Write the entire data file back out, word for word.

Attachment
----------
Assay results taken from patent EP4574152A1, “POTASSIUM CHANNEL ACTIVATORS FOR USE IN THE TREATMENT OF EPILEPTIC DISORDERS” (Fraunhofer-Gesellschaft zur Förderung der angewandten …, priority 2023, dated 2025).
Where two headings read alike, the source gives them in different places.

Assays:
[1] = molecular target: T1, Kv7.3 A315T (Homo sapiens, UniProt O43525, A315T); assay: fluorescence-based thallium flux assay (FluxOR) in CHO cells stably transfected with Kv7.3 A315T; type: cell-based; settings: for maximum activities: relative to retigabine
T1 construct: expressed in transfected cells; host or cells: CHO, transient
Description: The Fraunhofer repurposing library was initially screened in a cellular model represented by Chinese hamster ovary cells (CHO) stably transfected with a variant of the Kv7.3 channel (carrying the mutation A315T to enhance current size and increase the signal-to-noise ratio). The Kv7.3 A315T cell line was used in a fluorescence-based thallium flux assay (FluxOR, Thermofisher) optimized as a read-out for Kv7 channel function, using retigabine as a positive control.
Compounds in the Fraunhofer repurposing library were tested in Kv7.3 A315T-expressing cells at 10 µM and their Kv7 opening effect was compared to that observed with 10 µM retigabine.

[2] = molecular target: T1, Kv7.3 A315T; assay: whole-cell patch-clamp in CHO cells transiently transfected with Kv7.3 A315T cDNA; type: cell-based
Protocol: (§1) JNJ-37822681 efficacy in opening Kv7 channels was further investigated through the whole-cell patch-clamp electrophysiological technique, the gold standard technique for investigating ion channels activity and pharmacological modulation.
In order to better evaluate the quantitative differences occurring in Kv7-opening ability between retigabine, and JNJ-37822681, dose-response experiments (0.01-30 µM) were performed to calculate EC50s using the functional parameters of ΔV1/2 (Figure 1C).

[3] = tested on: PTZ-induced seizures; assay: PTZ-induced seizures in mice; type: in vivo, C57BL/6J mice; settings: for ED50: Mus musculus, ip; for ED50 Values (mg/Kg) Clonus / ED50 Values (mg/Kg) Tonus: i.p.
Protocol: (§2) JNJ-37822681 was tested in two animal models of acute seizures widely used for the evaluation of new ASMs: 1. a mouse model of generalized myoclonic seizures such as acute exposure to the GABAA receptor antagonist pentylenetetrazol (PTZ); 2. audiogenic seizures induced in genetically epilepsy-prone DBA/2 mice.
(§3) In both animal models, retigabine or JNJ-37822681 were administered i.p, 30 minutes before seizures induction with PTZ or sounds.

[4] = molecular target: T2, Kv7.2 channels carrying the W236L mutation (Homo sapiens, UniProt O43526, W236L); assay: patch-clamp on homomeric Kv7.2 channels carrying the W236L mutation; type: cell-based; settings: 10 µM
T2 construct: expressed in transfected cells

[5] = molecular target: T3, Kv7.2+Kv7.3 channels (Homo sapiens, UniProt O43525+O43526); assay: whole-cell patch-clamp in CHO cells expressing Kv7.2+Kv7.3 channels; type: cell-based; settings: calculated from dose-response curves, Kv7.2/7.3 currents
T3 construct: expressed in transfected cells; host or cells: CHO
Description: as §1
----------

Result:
Assay results taken from patent EP4574152A1, “POTASSIUM CHANNEL ACTIVATORS FOR USE IN THE TREATMENT OF EPILEPTIC DISORDERS” (Fraunhofer-Gesellschaft zur Förderung der angewandten …, priority 2023, dated 2025).
Where two headings read alike, the source gives them in different places.

Assays:
[1] = molecular target: T1, Kv7.3 A315T (Homo sapiens, UniProt O43525, A315T); assay: fluorescence-based thallium flux assay (FluxOR) in CHO cells stably transfected with Kv7.3 A315T; type: cell-based; settings: for maximum activities: relative to retigabine
T1 construct: expressed in transfected cells; host or cells: CHO, transient
Description: The Fraunhofer repurposing library was initially screened in a cellular model represented by Chinese hamster ovary cells (CHO) stably transfected with a variant of the Kv7.3 channel (carrying the mutation A315T to enhance current size and increase the signal-to-noise ratio). The Kv7.3 A315T cell line was used in a fluorescence-based thallium flux assay (FluxOR, Thermofisher) optimized as a read-out for Kv7 channel function, using retigabine as a positive control.
Compounds in the Fraunhofer repurposing library were tested in Kv7.3 A315T-expressing cells at 10 µM and their Kv7 opening effect was compared to that observed with 10 µM retigabine.

[2] = molecular target: T1, Kv7.3 A315T; assay: whole-cell patch-clamp in CHO cells transiently transfected with Kv7.3 A315T cDNA; type: cell-based
Protocol: (§1) JNJ-37822681 efficacy in opening Kv7 channels was further investigated through the whole-cell patch-clamp electrophysiological technique, the gold standard technique for investigating ion channels activity and pharmacological modulation.
In order to better evaluate the quantitative differences occurring in Kv7-opening ability between retigabine, and JNJ-37822681, dose-response experiments (0.01-30 µM) were performed to calculate EC50s using the functional parameters of ΔV1/2 (Figure 1C).

[3] = tested on: PTZ-induced seizures; assay: PTZ-induced seizures in mice; type: in vivo, C57BL/6J mice; settings: for ED50: Mus musculus, ip; for ED50 Values (mg/Kg) Clonus / ED50 Values (mg/Kg) Tonus: i.p.
Protocol: (§2) JNJ-37822681 was tested in two animal models of acute seizures widely used for the evaluation of new ASMs: 1. a mouse model of generalized myoclonic seizures such as acute exposure to the GABAA receptor antagonist pentylenetetrazol (PTZ); 2. audiogenic seizures induced in genetically epilepsy-prone DBA/2 mice.
(§3) In both animal models, retigabine or JNJ-37822681 were administered i.p, 30 minutes before seizures induction with PTZ or sounds.

[4] = molecular target: T2, Kv7.2 channels carrying the W236L mutation (Homo sapiens, UniProt O43526, W236L); assay: patch-clamp on homomeric Kv7.2 channels carrying the W236L mutation; type: cell-based; settings: 10 µM
T2 construct: expressed in transfected cells

[5] = molecular target: T3, Kv7.2+Kv7.3 channels (Homo sapiens, UniProt O43525+O43526); assay: whole-cell patch-clamp in CHO cells expressing Kv7.2+Kv7.3 channels; type: cell-based; settings: calculated from dose-response curves, Kv7.2/7.3 currents
T3 construct: expressed in transfected cells; host or cells: CHO
Description: as §1